There are times when I feel like life is tough for me. And perhaps, as a woman, it really is. But even then, with liberal parents, good education and a decent standard of living, I figure that I have had it easier than too many people out there. And one of those many people who haven’t had anything easy in their life is Adam Harry, a certified commercial pilot who is currently working as a delivery agent.
why? Because Adam Harry identifies as transgender.
23-year-old Adam got a private pilot license (PPL) from a university in South Africa and beat all odds to get a commercial pilot license in 2019, under the Kerala Government’s welfare fund for transgender people.
He was the first trans trainee pilot in the country and one would think that things would only look up from that point.
But that’s not what transpired.
His dream to fly as a commercial pilot was soon squashed as DGCA denied him a medical certificate declaring him “temporarily unfit” for flying due to hormone therapy that he was taking for his ‘gender dysphoria’.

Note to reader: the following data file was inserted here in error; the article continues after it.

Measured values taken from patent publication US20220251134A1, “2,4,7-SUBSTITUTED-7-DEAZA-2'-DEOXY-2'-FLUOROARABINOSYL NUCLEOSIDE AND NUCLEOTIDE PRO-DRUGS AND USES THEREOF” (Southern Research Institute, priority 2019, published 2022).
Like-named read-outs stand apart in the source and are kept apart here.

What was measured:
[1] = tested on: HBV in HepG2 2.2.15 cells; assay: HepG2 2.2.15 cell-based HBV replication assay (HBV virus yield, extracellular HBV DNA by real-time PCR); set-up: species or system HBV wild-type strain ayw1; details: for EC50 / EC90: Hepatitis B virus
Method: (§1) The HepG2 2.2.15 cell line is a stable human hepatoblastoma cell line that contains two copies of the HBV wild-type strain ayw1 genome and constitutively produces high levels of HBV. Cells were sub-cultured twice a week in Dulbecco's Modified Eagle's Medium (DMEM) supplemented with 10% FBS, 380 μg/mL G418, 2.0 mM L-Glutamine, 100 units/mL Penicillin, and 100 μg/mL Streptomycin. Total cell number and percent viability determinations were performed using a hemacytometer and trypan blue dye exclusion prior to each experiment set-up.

Gender dysphoria is described as a sense of unease that a person may have because of a mismatch between their biological sex and their gender identity. In fact, the sense is so strong, that it often pushes people into depression and anxiety.
And what made it worse was the fact that for transpersons, this hormonal therapy goes for life. And considering he was forced to take the aviation test as a female (the gender he was assigned at birth) and not as a trans person, for the DGCA’s medical examination form did not include options for non-binary genders, it clipped his wings for becoming a commercial pilot right there.
Now, Adam, unable to fly a plane, works as a food delivery representative. However, he plans to write a petition in the High Court against DGCA for denying his medical certificate, but until then, his dreams of him like many other transgenders’ are squashed.
“What is the point of it if I don’t get a license to fly in the country? I have never flown a plane in India. But I am eligible to fly in the USA or South Africa, or the UK. But what is the point “Why are they discriminating against my fundamental right to get a job?” I have told The Fifth.
“I want the DGCA to stop comparing bodies. Bodies of cisgender people to that of trans persons. Instead, look at a person’s qualification. Don’t snatch away someone’s professional dream, because some other person is uncomfortable,” he added.